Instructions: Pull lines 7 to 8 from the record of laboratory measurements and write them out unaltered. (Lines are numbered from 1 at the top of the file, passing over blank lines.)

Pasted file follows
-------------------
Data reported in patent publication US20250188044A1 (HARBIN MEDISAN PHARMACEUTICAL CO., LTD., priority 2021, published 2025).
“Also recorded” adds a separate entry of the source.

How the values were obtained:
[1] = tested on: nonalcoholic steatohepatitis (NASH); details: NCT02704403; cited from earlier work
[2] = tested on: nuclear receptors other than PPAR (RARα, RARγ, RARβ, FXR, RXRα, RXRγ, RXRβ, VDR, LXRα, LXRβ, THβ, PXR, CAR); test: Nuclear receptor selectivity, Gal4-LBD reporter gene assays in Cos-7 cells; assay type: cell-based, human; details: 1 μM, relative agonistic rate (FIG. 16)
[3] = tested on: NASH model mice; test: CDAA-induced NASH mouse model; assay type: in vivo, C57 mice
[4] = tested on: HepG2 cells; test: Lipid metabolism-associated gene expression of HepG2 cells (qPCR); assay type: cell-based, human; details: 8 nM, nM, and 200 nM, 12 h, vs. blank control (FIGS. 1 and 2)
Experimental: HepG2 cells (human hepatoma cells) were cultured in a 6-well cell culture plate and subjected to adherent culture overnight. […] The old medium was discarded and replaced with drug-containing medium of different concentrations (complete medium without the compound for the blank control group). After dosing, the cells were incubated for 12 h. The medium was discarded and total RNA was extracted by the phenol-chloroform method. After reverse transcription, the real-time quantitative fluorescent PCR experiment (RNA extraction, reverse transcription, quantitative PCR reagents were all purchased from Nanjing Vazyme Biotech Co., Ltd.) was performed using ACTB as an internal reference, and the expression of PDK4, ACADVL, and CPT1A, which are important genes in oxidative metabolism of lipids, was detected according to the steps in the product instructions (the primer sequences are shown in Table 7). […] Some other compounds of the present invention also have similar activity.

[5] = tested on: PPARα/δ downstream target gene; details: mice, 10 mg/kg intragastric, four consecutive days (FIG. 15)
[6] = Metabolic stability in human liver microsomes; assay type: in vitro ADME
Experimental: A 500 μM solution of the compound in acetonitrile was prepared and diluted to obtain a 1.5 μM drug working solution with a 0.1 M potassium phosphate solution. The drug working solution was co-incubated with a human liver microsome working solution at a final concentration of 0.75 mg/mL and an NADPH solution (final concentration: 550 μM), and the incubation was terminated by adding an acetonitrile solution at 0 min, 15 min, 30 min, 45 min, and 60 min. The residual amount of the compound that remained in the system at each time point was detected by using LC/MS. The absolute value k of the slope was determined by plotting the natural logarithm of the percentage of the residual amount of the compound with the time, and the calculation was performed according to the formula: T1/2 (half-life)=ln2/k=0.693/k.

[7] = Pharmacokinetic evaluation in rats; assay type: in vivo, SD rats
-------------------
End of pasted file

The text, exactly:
[4] = tested on: HepG2 cells; test: Lipid metabolism-associated gene expression of HepG2 cells (qPCR); assay type: cell-based, human; details: 8 nM, nM, and 200 nM, 12 h, vs. blank control (FIGS. 1 and 2)
Experimental: HepG2 cells (human hepatoma cells) were cultured in a 6-well cell culture plate and subjected to adherent culture overnight. […] The old medium was discarded and replaced with drug-containing medium of different concentrations (complete medium without the compound for the blank control group). After dosing, the cells were incubated for 12 h. The medium was discarded and total RNA was extracted by the phenol-chloroform method. After reverse transcription, the real-time quantitative fluorescent PCR experiment (RNA extraction, reverse transcription, quantitative PCR reagents were all purchased from Nanjing Vazyme Biotech Co., Ltd.) was performed using ACTB as an internal reference, and the expression of PDK4, ACADVL, and CPT1A, which are important genes in oxidative metabolism of lipids, was detected according to the steps in the product instructions (the primer sequences are shown in Table 7). […] Some other compounds of the present invention also have similar activity.